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  1. Life & Culture

When the weatherman has an unexpected assistant

A weekly conversation with Paul Dellegatto, an experienced meteorologist with charisma

Times Correspondent

Chief meteorologist Paul Dellegatto spent the recent lockdown giving the Fox 13 weather forecast from home. His golden retriever, Brody, was the guest comic. One day, Brody bumped Dellegatto’s keyboard and froze the weather maps. Then, front paws on Dellegatto’s lap, his head almost level with his pal’s, Brody yawned. “Didn’t mean to keep you up,‘' Dellegatto deadpanned. The clip went viral worldwide.

Dellegatto, 59, arrived at WTVT in 1990 and became chief meteorologist in 1997. He talked to the Tampa Bay Times about his career, the challenge of forecasting in Florida, how he lost his Boston accent and Brody’s rise to stardom.

What was it like having Brody join you on air?

The thing about broadcasting from home and having a golden retriever … it’s impossible to sit in your office without the dog getting involved. Especially when the dog is 11 months old.

You can’t put him in his crate, ‘cause he’s going to squeal. You can’t tell him to stay away, ‘cause it’s not going to happen…There were times at night when he would fall asleep because he was tired, but generally speaking, in the evening broadcast, he’s going to get his nose into what I’m doing.

How did Brody gum up the works?

He has this tendency, he does it now, … he’ll put his head either in my lap or, when I have my laptop, he puts his head on the laptop … If he hits the wrong key – I don’t know what key that is – it prevents me from changing the maps, and if I can’t change the maps I’m kind of, like, in trouble.

Since the pandemic began, Paul Dellegatto conducts his climate segment from his home. Its producer records it from the window. Photo: Courtesy Paul Dellegatto [Photo: Courtesy Paul Dellegatto]

Did he get fan mail from viewers?

I think I’ve had emails and messages and social media messages probably from every continent. It’s crazy. A lot of people in Australia were messaging me. The morning it was on CBS morning news, it was on the “Today Show,” it was on “Good Morning America” ... I got email from random people just around the country who watched it. And I think there’s a pretty big golden retriever following ... Everybody who had a golden retriever could see what he was doing and certainly relate. “Oh, yeah, my dog would do that, too.”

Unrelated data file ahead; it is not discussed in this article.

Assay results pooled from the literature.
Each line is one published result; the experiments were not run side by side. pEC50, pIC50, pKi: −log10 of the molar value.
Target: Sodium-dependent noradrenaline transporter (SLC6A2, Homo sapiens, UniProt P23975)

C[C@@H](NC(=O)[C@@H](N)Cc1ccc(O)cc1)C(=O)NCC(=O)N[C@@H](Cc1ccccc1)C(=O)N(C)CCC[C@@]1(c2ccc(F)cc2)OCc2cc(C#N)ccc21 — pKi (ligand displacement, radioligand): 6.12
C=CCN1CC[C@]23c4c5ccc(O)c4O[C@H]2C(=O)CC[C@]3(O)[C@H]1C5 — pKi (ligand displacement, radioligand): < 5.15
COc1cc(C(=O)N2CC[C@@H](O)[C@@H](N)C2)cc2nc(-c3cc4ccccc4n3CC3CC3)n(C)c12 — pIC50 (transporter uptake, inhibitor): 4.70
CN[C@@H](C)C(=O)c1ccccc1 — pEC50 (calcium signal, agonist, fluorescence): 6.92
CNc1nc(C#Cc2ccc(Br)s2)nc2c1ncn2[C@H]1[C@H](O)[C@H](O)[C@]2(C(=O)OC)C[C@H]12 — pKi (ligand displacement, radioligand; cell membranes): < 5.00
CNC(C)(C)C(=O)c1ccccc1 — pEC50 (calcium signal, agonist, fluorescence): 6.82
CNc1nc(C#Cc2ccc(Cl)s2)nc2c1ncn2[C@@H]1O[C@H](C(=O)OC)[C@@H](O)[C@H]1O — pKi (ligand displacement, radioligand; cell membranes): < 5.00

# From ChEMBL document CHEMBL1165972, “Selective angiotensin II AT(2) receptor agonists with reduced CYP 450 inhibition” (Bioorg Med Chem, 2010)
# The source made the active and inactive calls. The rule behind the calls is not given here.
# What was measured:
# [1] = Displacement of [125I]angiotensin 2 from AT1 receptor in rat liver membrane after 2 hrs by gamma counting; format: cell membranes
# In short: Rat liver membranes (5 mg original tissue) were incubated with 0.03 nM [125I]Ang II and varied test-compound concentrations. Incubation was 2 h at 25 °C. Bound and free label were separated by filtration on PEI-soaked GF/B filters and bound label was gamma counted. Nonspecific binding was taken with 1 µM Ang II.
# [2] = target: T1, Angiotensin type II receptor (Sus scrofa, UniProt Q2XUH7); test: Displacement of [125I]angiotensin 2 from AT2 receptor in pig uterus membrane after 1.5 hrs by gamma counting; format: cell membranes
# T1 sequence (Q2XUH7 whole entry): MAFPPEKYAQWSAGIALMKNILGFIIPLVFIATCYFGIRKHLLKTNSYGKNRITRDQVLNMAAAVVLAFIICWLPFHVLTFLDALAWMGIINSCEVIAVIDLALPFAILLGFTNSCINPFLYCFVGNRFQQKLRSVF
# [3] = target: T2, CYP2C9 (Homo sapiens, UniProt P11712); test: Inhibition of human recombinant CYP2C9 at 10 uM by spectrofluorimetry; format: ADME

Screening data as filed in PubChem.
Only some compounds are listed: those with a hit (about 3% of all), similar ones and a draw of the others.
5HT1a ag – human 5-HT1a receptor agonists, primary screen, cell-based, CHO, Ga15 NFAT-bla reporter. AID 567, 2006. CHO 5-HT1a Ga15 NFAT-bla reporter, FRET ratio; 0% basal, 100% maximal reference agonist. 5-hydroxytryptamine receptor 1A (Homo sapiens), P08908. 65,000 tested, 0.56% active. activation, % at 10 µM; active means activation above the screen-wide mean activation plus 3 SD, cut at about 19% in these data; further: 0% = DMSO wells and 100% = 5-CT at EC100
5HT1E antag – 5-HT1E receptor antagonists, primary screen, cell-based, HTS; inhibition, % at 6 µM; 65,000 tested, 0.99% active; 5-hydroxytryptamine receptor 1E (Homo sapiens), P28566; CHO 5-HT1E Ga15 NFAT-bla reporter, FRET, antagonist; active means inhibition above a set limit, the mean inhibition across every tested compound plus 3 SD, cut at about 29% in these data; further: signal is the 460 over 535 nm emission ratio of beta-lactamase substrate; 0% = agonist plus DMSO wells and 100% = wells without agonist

It’s been reported that in peninsula Florida, forecasting the weather is more difficult. Is it?

I’m not going to say it’s the most difficult in the country to forecast because, I mean, I grew up in New England, and I can tell you, anyone that’s from the Northeast knows that one day it’s 80, the next day it’s snowing, the next it’s this and next day it’s that …

I mean we certainly have our challenges … A lot of people say, “You live in Florida, so it rains every afternoon in the summer at 4 o’clock,” and the reality is it doesn’t. That’s probably the biggest misconception of people ... It can rain in the morning. It can … rain all day. It can rain at all different times a day. Some days you can get an inch of rain, and you can go five days with no rain. So, I think it’s more challenging than people think.

Why did you go into this profession?

I had a fascination with snowstorms … I always told my parents, “I want to be a meteorologist.” I would draw my own maps and I would mail them to all the meteorologists in Boston and just write them letters. … I was lucky. I tell my kids, I said find something, if you can, that’s in your blood, because it makes it lot of easier to have a career path if you find something that you really have a passion for.

In a past interview, you talked about taking a job Winston-Salem, N.C, when you still had your Boston accent.

I still “pahked the cah,” as Boston an accent as you can have. So I’m up there for a while being on TV, I realized that – my boss realized – that I needed to go to speech school. So I actually went to a lady’s house in Dallas and stayed with her for a whole week, living in her house, where I just learned to pronounce my r’s right. It doesn’t fix you 100 percent, but it certainly kind of made it so people could understand me.

Were you nervous when you first went on camera?

Yeah. I remember my first broadcast in Portland, Maine. It was funny because the one thing I do remember about that, the tides are a big deal, and it was before the internet, so a lot of boaters would watch TV – they just want to have the tide information. And tides up there, there are huge differences between (them). Unlike here – we have a foot or two difference – up there it’s a lot. But I got them all backwards on TV ... I have low tide is high tide and high tide is low tide, so I had a couple of boaters call me up and go, “Dude'' – in a Maine accent – “It’s not high tide, it’s low tide, you idiot.‘'

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